Finally, I asked, “What advice would you give a new writer just starting out?”
“‘Never give up. Never surrender.’ No seriously. I loved that line from Galaxy Quest. I live by that rule. There a few times in my life when I gave up on my dreams…for a few days but the urge to write is always there. If you want to write, do it. Study craft books, take workshops, join the right critique group. (If you join one and it isn’t working for you, find another.) And one more secret…read the bestsellers and see what sets them apart.”
About the Author: Mary Behre is the lone female in a house full of males and the undisputed queen of her domain. She even has the glittery tiara to prove it. She loves stories with humor, ghosts, mysteries and above all else, a good romance. When not writing, she enjoys reading, gluten-free baking, and hanging out at the beach with the most important men in her life, her family.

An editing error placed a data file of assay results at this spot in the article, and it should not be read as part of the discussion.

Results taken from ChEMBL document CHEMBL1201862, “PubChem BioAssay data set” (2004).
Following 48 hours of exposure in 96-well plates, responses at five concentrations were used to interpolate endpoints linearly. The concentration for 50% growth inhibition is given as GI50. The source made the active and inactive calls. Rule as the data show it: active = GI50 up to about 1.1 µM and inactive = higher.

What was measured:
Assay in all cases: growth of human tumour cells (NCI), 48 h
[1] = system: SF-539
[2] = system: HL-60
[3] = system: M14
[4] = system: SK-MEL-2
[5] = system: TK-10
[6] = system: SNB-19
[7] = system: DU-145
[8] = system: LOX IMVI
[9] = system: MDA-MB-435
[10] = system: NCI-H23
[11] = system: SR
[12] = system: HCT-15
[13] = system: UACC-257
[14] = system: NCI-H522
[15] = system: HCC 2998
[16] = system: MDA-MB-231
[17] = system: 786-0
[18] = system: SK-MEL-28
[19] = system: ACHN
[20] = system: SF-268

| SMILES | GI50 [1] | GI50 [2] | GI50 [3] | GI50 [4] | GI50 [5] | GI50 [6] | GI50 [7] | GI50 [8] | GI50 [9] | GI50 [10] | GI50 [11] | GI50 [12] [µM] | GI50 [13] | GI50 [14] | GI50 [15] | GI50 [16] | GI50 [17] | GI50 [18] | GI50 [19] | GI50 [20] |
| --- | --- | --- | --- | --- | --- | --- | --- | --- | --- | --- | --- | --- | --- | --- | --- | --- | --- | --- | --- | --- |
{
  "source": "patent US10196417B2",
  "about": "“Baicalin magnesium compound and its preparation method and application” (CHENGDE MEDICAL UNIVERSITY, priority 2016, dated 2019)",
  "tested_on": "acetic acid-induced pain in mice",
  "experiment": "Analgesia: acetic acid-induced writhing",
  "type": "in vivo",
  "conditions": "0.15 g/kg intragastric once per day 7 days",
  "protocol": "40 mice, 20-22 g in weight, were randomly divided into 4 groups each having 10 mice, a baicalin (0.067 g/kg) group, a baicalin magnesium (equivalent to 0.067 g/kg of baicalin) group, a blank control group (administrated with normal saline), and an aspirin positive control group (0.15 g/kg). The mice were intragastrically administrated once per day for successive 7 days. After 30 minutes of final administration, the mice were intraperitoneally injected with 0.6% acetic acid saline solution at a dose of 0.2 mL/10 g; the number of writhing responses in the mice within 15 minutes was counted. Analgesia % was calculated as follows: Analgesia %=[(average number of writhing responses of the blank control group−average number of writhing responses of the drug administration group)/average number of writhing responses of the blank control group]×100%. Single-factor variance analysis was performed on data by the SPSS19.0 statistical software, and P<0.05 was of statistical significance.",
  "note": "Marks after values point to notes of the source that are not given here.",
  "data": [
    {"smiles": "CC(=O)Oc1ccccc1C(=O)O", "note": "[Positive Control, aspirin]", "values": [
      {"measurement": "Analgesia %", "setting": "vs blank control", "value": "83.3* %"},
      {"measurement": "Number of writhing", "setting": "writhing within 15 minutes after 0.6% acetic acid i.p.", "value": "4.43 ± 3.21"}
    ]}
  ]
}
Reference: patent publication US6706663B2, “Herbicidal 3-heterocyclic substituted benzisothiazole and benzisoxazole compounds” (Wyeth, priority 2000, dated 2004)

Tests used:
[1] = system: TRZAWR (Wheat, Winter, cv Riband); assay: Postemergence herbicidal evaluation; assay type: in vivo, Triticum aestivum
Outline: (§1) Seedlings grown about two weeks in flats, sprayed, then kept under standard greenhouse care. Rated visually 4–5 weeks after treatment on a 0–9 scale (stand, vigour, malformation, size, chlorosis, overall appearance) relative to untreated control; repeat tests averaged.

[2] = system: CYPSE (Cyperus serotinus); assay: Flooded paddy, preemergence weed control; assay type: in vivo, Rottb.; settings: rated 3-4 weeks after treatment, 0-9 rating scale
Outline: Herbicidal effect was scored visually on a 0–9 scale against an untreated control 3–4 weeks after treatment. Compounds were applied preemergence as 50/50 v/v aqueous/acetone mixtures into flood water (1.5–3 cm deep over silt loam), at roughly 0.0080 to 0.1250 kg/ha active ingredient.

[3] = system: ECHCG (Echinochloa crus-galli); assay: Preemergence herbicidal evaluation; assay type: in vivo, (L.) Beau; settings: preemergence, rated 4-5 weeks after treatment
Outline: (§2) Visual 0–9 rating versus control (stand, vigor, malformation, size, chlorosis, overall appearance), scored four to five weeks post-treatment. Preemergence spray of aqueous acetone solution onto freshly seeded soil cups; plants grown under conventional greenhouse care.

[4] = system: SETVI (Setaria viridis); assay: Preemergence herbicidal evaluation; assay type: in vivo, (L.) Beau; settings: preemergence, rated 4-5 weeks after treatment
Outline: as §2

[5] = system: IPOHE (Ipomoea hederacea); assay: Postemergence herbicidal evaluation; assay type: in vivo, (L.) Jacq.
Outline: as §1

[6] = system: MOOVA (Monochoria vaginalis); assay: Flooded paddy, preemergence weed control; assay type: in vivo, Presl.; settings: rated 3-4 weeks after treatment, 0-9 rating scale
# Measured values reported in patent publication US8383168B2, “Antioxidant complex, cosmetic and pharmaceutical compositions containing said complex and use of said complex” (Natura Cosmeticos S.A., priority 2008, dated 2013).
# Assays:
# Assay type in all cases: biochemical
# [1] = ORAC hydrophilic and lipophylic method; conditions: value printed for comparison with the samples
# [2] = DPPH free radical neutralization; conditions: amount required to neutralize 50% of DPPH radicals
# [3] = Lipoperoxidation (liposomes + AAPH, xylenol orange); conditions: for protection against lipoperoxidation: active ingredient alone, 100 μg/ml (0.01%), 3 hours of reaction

Her debut paranormal romance, SPIRITED (Tidewater Novel #1) was an award-winning manuscript before it sold to Berkley Sensation. The Tidewater Series is mix of humor, suspense, and a psychic love-connection. The first three stories are about three sisters searching for love, each other, and a way to live with their psychic abilities. In each book, they’re caught up in mysteries that only their unique gifts can help solve.
Mary is represented by the fabulous Nalini Akolekar of Spencerhill Associates.
All Jules Scott wants is to live a normal, quiet life–preferably one that doesn’t include ghosts. Jules’s ability for communicating with the dead has brought her nothing but trouble. Despite her best efforts, needy spirits always find her and draw her into their otherworldly drama. When one implicates her in a series of deadly crimes, she may need to entrust her secrets to the person least likely to believe her…
He’ll do whatever it takes to catch her.
Detective Seth English can’t get distracted from the big case he’s working on, not even by his alluring new neighbor. He doesn’t believe that Jules had anything to do with the string of robberies-turned-murders that he’s investigating, but when she keeps showing up in all the wrong places, his gut tells him she knows more than she’s letting on. To solve his case, he’ll need to expose what the sexy redhead is hiding–no matter how impossible the truth may be…